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Football should learn from lackluster year to thrive in 2023

Fufa president Moses Magogo

Fufa president Moses Magogo

If there is one thing we can learn from domestic football over the past 12 months, it that funding means little without proper planning.

In other words, Fufa’s ability to acquire billions of taxpayers’ money is not in any way an indicator of a thriving entity but rather, a classic adage of casting pearls before swine.

Over the past 12 months alone, Fufa has acquired more than Shs 50 billion, including Shs 17bn from the government. No sports federation comes close to even a tenth of that but the sad bit is that Ugandan football continues to sink. Club football is a mess while the various national teams lack any form of identity.

Ordinarily, while most effort is supposed to be poured into talent development and expanding the game countrywide, Fufa’s efforts mostly go towards expanding its human resource base to absorb and silence critics, constructing buildings, and creating a television.

For Moses Magogo, the Fufa president, his 2022 highlights were fighting imaginary foes and promoting the enactment of his one-man Sports Bill. Granted, we badly need a new Sports Act but the manner and spirit in which he promotes it leaves a lot to be desired because he fronts football as if it is the only sport and also takes swipe at the National Council of Sports (NCS), a body he has been fighting for some years.

Yet again, it is obvious NCS, as a regulator, funder, and supervisor, needs an overhaul to create an independent body, free from government control.

However, Magogo’s approach to this is nothing short of hypocrisy because whereas he introduces drastic measures, including term limits, for the proposed Uganda Sports Commission, he continues to ring-fence his Fufa position to increase his stranglehold on the game. Take the scenario when Kyetume FC got kicked out of the league. Fufa was the complainant, prosecutor, judge, executor, and final appellant court.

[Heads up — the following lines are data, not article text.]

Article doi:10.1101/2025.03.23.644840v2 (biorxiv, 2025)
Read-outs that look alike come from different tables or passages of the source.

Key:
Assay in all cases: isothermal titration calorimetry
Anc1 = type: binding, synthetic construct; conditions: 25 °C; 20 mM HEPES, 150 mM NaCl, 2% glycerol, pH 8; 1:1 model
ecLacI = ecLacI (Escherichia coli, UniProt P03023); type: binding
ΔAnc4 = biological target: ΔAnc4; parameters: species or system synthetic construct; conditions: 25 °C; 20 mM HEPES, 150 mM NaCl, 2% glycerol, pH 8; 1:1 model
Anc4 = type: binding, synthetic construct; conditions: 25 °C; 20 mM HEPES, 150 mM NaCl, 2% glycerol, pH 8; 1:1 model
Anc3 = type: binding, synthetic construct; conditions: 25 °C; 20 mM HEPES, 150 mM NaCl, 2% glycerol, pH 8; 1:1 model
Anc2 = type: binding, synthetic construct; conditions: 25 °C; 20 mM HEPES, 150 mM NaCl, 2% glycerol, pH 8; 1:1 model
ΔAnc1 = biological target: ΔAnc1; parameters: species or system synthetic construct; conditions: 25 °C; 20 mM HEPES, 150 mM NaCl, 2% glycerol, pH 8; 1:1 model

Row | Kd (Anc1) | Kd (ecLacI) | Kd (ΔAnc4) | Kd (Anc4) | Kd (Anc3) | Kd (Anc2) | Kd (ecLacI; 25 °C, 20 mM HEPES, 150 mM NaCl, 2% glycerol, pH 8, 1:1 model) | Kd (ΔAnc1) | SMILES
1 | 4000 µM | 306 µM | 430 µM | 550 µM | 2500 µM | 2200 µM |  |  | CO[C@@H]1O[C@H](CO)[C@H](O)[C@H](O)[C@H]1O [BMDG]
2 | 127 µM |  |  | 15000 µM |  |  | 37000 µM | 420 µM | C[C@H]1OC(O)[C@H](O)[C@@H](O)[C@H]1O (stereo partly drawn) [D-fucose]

So, what we actually need is a commission with not only powers to overrule any sports body on sports matters, it should also have the capacity to ask for accountability from sports bodies, something Magogo cleverly evades in the bill.

Haven’t you noticed that when Fufa needs money, it begs from government but when there is asking for accountability, Fufa claims interference? Honestly, not many sports disciplines fared better than football last year but the progress in netball, rugby and athletics cannot be underestimated.

Netball and athletics continue to raise the national flag at international events. Rugby, for one, is leading the commercialization of sport, attracting big sponsorships and most importantly, youthful and corporate fans. This is evident even for non-rugby fans.

If you visited Shoprite in Lugogo on a rugby match-day weekend, you will struggle to find a parking space. And it doesn’t stop there; there are hundreds of people who feed off rugby indirectly through the sale of various items and merchandise. Such a flurry of activity is a lost dream for football because there is hardly anything when KCCA is playing across the road.

For a club that used to attract at least 10,000 supporters on match days, KCCA today seems content with a handful of fans. Matters are not helped by the fact there are no emerging stars good enough to put their footprint on the game and attract fans in droves.

And, KCCA is not alone in this mess. Many clubs lack direction and this is partly the reason we have mediocre players when they try to go out for professional football. How else can you explain that a player who had ‘emerged onto the national scene in 2020 and went to play for a top-tier club in Egypt ended 2022 with a Ugandan second-tier side?

The solution is simply for football stakeholders to benchmark what is making rugby such a crowd and sponsorship puller. We should come up with an indaba to forge a way of making football vibrant in these hard times when the game’s rulers are bent to keep power at all costs.

So, the biggest observation from last year is that the sport of football is on shackles by the leadership and the earlier we wake up and work as a unit, the better.

The author is SC Villa first vice president in charge of mobilization

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